I really started thinking about all this during the holidays when I realized that, while the decorations were pretty, there wasn’t any sense of anticipation about the holidays, it was just another day of things to do that really didn’t have much meaning beyond cooking and buying presents. Reading about older holiday traditions helped to bring meaning to this year’s series of special days.

IMG_20171201_230859So, out of all the resolutions I could make for the new year, I think what I’d like to do more than anything else is to slow down a bit, spend more time in nature, and do my best to remember why the days we celebrate matter. I resolve to find the mystery and magic again, both in the world around me and within myself.

What do you resolve to do for this year?

Best wishes!

Lissa Dobbs


Charles Yallowitz–Legends of Windemere

Warlord of the Forgotten Age 2Thank you to Lissa for letting me write a post for her blog and helping to promote Legends of Windemere: Warlord of the Forgotten Age. With this being the final volume of my fantasy adventure series, I’ve looked back at some of the influences.

One of the biggest ones has been mythologies and folklore, which I went to when it came to designing the Windemere pantheon and monsters. A few minor characters took names from mythology that I liked and it helped forge their personalities, but it had a bigger impact on the world building side of things. This is fairly common in fantasy too with some authors being more blatant than others. I’d put myself in the middle since I always tried to put my own twist on certain things. Still, I can’t deny that mythology had a hand in the creation of Windemere, so I’ll fess up and explain the major areas.


When I was creating the gods and goddess of Windemere, I looked to Greek mythology to get ideas on how they should act. Fantasy stories tend to have either a multitude of deities for each race that have a clear influence or talk about a small amount that people aren’t sure ever existed. When I saw how often the Olympians got involved in mortal affairs, I wanted to go for that type of world. The gods and goddesses clearly exist because people have seen them and they show up at times. Yet, there was still one really big problem. What’s the point of having heroes and villains if gods are mucking about and can get things done themselves?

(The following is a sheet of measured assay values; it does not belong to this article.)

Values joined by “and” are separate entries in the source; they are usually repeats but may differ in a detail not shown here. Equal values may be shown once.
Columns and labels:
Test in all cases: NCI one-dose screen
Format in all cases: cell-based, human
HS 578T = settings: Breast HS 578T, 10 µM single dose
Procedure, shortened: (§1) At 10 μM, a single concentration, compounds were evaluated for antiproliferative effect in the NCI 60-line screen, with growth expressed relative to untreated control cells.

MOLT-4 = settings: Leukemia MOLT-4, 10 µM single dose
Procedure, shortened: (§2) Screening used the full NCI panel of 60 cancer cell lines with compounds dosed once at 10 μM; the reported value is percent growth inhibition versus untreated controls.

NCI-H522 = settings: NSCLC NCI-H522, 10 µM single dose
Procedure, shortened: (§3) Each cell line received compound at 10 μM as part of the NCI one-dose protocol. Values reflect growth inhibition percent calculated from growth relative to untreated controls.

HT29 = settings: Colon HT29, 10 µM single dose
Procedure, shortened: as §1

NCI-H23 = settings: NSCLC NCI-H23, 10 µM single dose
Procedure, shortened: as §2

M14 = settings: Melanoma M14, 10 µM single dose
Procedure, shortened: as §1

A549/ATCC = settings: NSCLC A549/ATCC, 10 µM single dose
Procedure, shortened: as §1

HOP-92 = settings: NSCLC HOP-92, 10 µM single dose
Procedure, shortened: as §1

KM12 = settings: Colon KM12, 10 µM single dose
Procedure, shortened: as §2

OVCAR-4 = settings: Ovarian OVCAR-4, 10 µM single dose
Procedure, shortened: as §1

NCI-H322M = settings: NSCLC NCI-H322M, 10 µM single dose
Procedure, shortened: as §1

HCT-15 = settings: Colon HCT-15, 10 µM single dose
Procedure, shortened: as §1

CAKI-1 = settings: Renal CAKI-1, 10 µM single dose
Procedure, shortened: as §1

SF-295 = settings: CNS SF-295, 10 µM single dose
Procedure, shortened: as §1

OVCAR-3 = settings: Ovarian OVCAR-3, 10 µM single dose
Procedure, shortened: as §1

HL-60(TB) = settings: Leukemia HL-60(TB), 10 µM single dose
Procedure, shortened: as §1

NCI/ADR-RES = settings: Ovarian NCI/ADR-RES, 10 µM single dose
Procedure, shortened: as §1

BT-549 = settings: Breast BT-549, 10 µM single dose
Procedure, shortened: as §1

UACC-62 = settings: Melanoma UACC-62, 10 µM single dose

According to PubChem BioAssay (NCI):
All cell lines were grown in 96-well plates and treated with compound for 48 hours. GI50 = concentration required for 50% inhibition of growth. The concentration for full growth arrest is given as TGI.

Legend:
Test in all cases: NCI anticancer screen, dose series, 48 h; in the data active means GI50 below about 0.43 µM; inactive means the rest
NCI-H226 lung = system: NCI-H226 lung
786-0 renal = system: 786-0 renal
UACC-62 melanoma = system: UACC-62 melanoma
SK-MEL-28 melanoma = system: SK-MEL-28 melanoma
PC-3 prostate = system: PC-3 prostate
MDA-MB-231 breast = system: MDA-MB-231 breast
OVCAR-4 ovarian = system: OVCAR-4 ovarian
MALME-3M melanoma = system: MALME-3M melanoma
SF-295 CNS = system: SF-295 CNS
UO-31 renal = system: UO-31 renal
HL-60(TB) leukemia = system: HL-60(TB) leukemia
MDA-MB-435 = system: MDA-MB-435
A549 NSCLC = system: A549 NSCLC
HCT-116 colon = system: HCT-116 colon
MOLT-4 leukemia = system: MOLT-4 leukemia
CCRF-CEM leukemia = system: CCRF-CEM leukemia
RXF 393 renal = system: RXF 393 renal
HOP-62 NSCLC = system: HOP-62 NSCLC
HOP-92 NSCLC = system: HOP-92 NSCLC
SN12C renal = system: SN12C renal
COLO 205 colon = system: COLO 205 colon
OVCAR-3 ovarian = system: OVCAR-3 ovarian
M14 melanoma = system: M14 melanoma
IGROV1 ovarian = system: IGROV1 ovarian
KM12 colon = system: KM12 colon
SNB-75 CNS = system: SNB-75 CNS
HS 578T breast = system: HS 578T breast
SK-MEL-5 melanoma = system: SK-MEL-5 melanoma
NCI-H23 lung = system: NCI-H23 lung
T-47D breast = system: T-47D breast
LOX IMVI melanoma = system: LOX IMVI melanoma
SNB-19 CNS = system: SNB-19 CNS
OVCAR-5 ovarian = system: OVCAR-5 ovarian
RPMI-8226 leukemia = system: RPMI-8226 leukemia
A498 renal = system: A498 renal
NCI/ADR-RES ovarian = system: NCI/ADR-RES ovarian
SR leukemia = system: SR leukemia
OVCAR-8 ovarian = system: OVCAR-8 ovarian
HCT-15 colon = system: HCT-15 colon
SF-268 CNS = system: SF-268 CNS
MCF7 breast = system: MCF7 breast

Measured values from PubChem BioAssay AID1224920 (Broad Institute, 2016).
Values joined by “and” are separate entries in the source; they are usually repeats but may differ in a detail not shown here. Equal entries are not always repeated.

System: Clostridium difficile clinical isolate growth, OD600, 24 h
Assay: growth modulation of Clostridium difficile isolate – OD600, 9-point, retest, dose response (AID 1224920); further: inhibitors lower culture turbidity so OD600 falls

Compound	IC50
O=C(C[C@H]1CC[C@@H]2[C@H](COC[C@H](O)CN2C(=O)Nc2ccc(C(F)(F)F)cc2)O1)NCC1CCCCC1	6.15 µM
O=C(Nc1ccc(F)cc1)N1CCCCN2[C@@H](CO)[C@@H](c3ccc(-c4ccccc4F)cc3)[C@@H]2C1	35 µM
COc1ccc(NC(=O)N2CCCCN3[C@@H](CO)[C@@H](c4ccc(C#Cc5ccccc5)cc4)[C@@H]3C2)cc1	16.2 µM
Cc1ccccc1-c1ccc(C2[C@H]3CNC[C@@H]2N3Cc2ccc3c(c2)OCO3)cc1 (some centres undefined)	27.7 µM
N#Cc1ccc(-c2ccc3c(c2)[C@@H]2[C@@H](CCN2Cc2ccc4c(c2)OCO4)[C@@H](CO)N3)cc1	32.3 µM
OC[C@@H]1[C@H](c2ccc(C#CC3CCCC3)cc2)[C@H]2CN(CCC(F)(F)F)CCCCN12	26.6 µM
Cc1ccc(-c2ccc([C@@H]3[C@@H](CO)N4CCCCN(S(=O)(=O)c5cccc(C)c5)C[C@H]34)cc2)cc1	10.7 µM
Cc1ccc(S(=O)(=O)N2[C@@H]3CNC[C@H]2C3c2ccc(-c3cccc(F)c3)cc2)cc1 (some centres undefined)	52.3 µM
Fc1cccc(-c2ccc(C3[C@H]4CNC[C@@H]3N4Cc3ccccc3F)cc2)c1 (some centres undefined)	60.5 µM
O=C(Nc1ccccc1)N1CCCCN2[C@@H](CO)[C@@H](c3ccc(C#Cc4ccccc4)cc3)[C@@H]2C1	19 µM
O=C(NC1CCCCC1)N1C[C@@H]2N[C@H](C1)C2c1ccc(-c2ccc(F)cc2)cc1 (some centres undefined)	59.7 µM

The answer came from other stories where mortals turned against the gods and threatened or even killed them. I imagined that happening to the scale where these powerful immortals that control the world are made to feel vulnerable and weak for the first time in their existence. Those who survived would think about how it came about and new gods that ascended from the ranks of mortals would implement the Law of Influence. Now, they have to work through mortal agents and visions. Getting physically involved is a risk and punishable by being sealed for whatever time is deemed necessary. In this case, I looked at what mythology did and created an answer to the problem of gods getting involved in everything.


Mythology is filled with large events that explain the creation of the world and various natural occurrences. I wondered if ancient people looked at these as history instead of fiction like we do today. Okay, I didn’t get struck by a lightning bolt, so we can continue. This thought led me to create several big events that changed the world and are talked about by the characters in the same way we discuss our history. These have a magical taste to it like the Great Cataclysm that altered the entire face of Windemere or the ancient Race War where the 8 great dragons pitted the lesser species against each other. Every major event required that I take at least a peek at mythology to see if there was anything I could work with to give me some extra inspiration.